The last 18 months have impacted our lives in a whole host of ways, not least in terms of friendships.
The sudden switch to WFH has made water-cooler moments with workmates a thing of the past, and the restrictions on how and where we can socialise due to lockdown have forced many of our friendships to be conducted online-only.
It's little wonder that an ongoing study by Nuffield revealed that just over 1 in 5 of us found our friendships suffered in lockdown.
But now coronavirus measures are continuing to ease, many are looking to rebuild some of the relationships that have started to fizzle - and when better to kick-start the reboot than World Friendship Day (Friday July 30).
According to Dr Sue Roffey, psychologist and co-author of Creating the World We Want to Live In there's a myriad of reasons why good friendships are well worth saving.
"Good friends provide important psychological support," she says. "They provide a reliable alliance when you feel everything is against you and can remind you of your strengths to get through difficulties.
"They can also just be there - with tissues, a cup of tea or a glass or wine - which should never be underestimated."
Maintaining positive relationships with our friends can also provide some pretty important benefits for our mental health.
"We’re social beings designed to connect," explains Dr Elena Touroni, consultant psychologist and co-founder of The Chelsea Psychology Clinic.
"Back in the day, being part of a social group was key to our survival - and nowadays it’s just as vital for our mental and emotional wellbeing.
"Keeping in regular contact and sharing our thoughts and experiences with those we care about is paramount for our health and happiness."
So if our friendships have started to fade during the pandemic, it is pretty important we try to build them back up.
Dr Roffey says the first step is reaching out: "Start with a positive opening. 'Been wondering how you've been'.. And admit or apologise for any potential wrongdoing. For example: 'I’m sorry if I said the wrong thing then', 'I didn’t mean to hurt you'."
She also recommends offering to go for a walk, coffee, drink in a neutral setting.
"Don’t push it but leave doors open," she adds.
How can we rebuild our friendships post-lockdown
Make regular and direct contact with people
Now that we can meet up with people, it’s about re-strengthening these connections in-person. "Arrange a regular meet up, whether it’s a weekly walk in the park or regular after-work drinks in your local," suggests Dr Touroni.
Always ask: 'How are you, really?'
Many people have struggled during the pandemic, but some are likely to have suffered more than others. "Make sure you check in with your friends about how they’ve been coping - and always 'ask twice'," Dr Touroni suggests, to offer space for them to open up.
Watch: The cast of 'Never Have I Ever' take a friendship test.
Try exercising together
"Exercising with friends is a great way to strengthen your commitment (and make sure you do it!) but it can also be a bonding experience - and one which is centred on a healthy, positive activity," Dr Touroni says.
Ask intentional questions
The best friendships have a strong emotional connection. "To feel more connected to the people you care about, skip the small talk and ask intentional questions like, 'what do you feel most grateful for?' or 'what do you value most in a friendship?'" Dr Touroni says.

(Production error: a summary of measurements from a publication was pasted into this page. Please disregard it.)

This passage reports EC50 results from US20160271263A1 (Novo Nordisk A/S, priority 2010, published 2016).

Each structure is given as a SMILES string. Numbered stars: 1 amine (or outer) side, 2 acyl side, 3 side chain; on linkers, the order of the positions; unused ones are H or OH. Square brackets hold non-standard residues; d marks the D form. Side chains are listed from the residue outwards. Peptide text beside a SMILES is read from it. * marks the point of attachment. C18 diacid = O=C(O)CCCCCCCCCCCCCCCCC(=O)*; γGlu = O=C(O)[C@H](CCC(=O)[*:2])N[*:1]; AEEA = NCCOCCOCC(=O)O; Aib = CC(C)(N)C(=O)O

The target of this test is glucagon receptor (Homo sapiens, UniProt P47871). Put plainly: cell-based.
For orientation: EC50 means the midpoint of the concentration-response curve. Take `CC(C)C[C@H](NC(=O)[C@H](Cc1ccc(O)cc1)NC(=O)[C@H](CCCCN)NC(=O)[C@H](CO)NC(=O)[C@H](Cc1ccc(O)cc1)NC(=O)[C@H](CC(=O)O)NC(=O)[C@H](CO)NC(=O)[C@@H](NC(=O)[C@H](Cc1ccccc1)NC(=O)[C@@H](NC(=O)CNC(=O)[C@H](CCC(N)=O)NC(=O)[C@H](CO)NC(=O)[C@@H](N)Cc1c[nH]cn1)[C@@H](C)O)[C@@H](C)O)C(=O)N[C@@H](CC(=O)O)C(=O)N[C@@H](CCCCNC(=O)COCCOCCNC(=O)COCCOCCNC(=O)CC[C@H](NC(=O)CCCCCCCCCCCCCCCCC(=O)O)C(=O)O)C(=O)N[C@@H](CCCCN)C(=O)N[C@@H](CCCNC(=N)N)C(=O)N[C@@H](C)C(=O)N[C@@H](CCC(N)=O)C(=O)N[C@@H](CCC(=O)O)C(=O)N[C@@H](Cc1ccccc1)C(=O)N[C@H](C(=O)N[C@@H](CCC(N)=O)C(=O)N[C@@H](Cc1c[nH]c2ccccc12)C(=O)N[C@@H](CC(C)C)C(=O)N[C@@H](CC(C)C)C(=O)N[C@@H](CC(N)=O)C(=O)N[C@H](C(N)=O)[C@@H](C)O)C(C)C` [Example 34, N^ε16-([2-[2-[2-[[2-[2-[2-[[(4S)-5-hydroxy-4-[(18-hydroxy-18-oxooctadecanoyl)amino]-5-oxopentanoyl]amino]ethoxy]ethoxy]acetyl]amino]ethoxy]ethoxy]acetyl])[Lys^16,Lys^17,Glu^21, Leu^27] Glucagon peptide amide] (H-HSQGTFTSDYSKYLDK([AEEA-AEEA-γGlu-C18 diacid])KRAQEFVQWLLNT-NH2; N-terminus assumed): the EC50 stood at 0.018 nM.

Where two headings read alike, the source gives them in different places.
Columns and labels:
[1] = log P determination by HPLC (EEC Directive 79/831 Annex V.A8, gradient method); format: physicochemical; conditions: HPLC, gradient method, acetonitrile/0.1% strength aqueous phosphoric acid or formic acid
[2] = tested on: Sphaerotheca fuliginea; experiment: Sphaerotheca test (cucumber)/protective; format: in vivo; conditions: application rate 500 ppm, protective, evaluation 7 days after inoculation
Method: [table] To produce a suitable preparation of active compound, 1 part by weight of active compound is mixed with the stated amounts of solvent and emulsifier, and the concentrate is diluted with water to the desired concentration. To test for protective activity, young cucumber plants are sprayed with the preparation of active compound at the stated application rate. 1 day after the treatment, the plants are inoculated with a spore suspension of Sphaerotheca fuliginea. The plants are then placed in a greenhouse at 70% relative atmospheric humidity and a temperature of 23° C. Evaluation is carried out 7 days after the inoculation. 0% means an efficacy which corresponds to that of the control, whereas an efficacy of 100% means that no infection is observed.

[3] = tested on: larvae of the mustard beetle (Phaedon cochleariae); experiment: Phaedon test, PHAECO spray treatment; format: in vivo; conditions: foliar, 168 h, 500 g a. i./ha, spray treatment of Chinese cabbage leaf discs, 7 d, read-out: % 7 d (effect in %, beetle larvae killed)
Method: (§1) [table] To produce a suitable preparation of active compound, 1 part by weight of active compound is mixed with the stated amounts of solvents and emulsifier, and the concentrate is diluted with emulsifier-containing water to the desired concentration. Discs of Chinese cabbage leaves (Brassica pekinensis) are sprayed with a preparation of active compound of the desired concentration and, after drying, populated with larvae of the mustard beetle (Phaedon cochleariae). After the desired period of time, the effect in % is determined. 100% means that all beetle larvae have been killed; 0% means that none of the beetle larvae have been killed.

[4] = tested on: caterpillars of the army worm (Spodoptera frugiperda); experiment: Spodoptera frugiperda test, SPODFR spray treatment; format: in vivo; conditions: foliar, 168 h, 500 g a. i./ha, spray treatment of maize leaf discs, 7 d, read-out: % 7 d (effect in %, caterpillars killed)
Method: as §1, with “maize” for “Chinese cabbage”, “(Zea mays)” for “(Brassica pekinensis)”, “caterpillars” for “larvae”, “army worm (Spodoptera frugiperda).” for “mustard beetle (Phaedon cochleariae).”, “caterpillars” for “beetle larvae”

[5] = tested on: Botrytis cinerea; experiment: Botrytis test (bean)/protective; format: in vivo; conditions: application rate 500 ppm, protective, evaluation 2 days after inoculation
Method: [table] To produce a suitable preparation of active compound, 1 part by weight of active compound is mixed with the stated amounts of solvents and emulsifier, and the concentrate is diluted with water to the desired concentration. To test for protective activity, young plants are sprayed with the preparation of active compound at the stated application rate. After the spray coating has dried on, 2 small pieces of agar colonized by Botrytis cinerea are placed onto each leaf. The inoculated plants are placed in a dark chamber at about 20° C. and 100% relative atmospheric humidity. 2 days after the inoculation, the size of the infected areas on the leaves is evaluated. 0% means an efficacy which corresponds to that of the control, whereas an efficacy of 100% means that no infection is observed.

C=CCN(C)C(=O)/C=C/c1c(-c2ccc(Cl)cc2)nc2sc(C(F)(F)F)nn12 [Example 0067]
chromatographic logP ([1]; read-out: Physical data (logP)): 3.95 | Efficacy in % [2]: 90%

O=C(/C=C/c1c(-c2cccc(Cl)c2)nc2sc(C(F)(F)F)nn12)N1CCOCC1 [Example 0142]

If you’re struggling, speak up
Friendships can suffer when things get left unsaid. "If you’re feeling anxious about meeting up again socially, make sure you vocalise it to those you trust," Dr Touroni says.
Build bridges or break-up?
Of course, sometimes things happen and people change and you may feel that there's too much water under the friendship bridge to rebuild it.
"There is a saying that people are in our lives for a reason (to help us in a particular moment) a season (to help us through a phase of our life) or for life," explains Neil Wilkie, relationship expert, psychotherapist, and creator of the online therapy platform the Relationship Paradigm.
"For close friends we may live our lives in parallel when we first meet but those tracks may diverge because of other relationships, changing jobs, moving homes and changing interests," he continues.
"Friendships can be put under pressure when one is doing better than the other, has a better relationship, more money, children or develops different goals in life. This can cause resentment, jealousy and drifting apart."
How do you know if it is time to walk away from a friendship?
According to Wilkie you can assume that a friendship has run its course if:
· When you do meet, you feel disappointed and wish you hadn’t
· They don’t return your calls or want to meet
· You feel they are different from how they used to be
· There is no longer strong communication, connection, commitment, fun, growth or trust
· Life has moved on and you are now on different paths
· Your gut feeling is that it is no longer ‘right’ and you can let them go
As to whether you should actually break up with a friend or just let the relationship fizzle out, Wilkie says that if they were just an acquaintance or casual friend, then, unless you were at fault, let it fizzle out and move on.
"If they were close and it matters to you, then have a conversation with them, ideally face to face so that you can say something like ‘I really appreciated our friendship because it made me feel x, y, z. I am wondering what has changed for you and how you feel about our friendship?’
"And then listen to their feelings. If you both want it to continue then agree what you are both going to do differently.
"If they don’t want it to continue, then thank them and let it go gently."